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Encyclopedia > Ancient philosophy

This page lists some links to ancient philosophy, although for Western thinkers prior to Socrates, see Pre-Socratic philosophy. In Europe, the spread of Christianity through the Roman world marked the end of Hellenistic philosophy and ushered in the beginnings of Medieval philosophy. The Pre-Socratic philosophers were active before Socrates or contemporaneously, but expounding knowledge developed earlier. ... The term Hellenistic (established by the German historian Johann Gustav Droysen) in the history of the ancient world is used to refer to the shift from a culture dominated by ethnic Greeks, however scattered geographically, to a culture dominated by Greek-speakers of whatever ethnicity, and from the political dominance... To meet Wikipedias quality standards, this article or section may require cleanup. ...

Contents

Western philosophy

Presocratic philosophers and sophists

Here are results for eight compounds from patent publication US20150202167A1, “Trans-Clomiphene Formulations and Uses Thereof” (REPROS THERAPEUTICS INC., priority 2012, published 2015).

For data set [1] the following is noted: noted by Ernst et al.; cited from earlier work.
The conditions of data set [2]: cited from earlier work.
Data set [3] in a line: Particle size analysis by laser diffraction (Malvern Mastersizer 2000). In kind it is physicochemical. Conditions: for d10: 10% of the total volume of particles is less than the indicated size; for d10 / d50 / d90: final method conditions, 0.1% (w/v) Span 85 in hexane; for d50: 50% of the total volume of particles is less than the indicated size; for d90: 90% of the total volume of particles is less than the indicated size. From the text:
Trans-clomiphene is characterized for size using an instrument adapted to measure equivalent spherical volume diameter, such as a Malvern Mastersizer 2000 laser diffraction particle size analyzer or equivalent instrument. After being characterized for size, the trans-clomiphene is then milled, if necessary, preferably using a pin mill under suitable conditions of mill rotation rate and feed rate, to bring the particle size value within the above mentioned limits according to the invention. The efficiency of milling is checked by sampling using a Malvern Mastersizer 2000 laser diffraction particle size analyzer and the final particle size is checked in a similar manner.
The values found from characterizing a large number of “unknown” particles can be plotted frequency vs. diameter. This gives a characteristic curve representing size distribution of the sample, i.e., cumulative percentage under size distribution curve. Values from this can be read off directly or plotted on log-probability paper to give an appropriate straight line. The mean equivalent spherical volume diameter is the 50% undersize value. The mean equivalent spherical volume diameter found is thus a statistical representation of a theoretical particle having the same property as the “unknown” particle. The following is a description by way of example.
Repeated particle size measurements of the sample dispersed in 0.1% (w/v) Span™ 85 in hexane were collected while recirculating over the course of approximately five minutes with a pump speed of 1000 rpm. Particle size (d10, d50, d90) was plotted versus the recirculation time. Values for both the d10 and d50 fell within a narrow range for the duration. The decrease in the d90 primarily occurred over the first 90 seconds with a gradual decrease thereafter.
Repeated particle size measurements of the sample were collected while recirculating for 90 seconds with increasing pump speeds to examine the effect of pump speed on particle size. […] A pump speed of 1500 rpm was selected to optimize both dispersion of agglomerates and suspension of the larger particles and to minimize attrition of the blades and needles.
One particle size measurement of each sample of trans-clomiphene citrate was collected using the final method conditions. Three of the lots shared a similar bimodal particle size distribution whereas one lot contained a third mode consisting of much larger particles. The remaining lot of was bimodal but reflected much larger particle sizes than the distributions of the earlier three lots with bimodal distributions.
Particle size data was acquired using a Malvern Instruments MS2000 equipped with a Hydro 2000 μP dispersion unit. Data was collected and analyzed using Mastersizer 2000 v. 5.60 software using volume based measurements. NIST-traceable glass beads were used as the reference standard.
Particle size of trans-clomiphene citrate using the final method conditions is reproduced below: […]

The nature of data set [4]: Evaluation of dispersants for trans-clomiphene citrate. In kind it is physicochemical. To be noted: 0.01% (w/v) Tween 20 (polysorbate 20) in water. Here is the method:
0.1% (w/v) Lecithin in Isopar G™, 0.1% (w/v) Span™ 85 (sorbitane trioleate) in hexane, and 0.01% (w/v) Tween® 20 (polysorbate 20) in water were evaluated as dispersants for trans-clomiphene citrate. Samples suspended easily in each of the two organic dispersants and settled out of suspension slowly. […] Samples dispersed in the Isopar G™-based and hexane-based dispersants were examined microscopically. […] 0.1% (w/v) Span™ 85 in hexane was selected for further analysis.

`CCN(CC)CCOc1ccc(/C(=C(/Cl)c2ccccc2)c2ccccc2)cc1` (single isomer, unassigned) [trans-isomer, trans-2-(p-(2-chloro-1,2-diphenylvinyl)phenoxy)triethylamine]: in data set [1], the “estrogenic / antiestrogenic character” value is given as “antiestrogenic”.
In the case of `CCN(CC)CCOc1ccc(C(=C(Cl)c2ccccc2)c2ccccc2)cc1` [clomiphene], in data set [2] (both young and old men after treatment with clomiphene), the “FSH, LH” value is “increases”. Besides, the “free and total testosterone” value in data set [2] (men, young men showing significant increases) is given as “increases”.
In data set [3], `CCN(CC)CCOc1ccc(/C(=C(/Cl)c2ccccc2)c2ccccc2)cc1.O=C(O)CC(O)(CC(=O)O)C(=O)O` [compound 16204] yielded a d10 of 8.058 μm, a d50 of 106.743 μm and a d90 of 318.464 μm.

Thales of Miletus Thales of Miletus also known as Thales the Milesian (Θαλῆς ὁ Μιλήσιος), (ca. ... Anaximander Possibly what Anaximanders map looked like Anaximander (Greek: Αναξίμανδρος)(c. ... Anaximenes (in Greek: Άναξιμένης) of Miletus (585 BC - 525 BC) was a Greek philosopher from the latter half of the 6th century, probably a younger contemporary of Anaximander, whose pupil or friend he is said to have been. ... Pherecydes of Syros (in Greek: Φερεχύδης) was a Greek thinker from the island of Siros, Magna Graecia of the 6th century BC. Pherecydes authored the Heptamychia, one of the first attested prose works in Greek literature, which formed an important bridge between... Pythagoras Pythagoras of Samos (Greek: Πυθαγόρας; circa 582 BC – circa 507 BC) was an Ionian (Greek) mathematician and philosopher, founder of the mathematical, mystic, religious, and scientific society called Pythagoreans. ... Xenophanes of Colophon (Greek: Ξενοφάνης, 570 BC-480 BC) was a Greek philosopher, poet, and social and religious critic. ... Heraclitus of Ephesus (Ancient Greek - Herákleitos ho Ephésios (Herakleitos the Ephesian)) (about 535 - 475 BC), known as The Obscure (Ancient Greek - ho Skoteinós), was a pre-Socratic Greek philosopher, a native of Ephesus on the coast of Asia Minor. ... Parmenides of Elea (Greek: , early 5th century BC) was an ancient Greek philosopher born in Elea, a Hellenic city on the southern coast of Italy. ... Anaxagoras Anaxagoras (Greek: Αναξαγόρας, c. ... Zeno of Elea (IPA:zÉ›noÊŠ, É›lɛɑː)(circa 490 BC? – circa 430 BC?) was a pre-Socratic Greek philosopher of southern Italy and a member of the Eleatic School founded by Parmenides. ... Empedocles of Agrigentum Empedocles (Greek: Εμπεδοκλής, circa 490 BCE – c. ... Protagoras (in Greek Πρωταγόρας) was born around 481 BC in Abdera, Thrace in Ancient Greece. ... To meet Wikipedias quality standards, this article or section may require cleanup. ... Philolaus (circa 480 BC – circa 405 BC) was a Greek mathematician and philosopher. ... Melissus of Samos, Greek philosopher of the Eleatic School, was born probably not later than 470 BC. According to Diogenes Laërtius, ix. ... This article is about the philosopher. ... ‎ Democritus (Greek: Δημόκριτος) was a pre-Socratic Greek philosopher (born at Abdera in Thrace around 460 BC[1][2]). Democritus was a student of Leucippus and co-originator of the belief that all matter is made up of various imperishable, indivisible elements which he called atomos, from which we get the... Prodicus of Ceos (Πρόδικος Pródikos, born c. ... Hippias can also refer to a son of Pisistratus and a tyrant of Athens. ... Diogenes Apolloniates or Diogenes of Apollonia (c. ... Thrasymachus (c 459-400 BCE) was a sophist of Ancient Greece best known as a character in Platos Republic. ...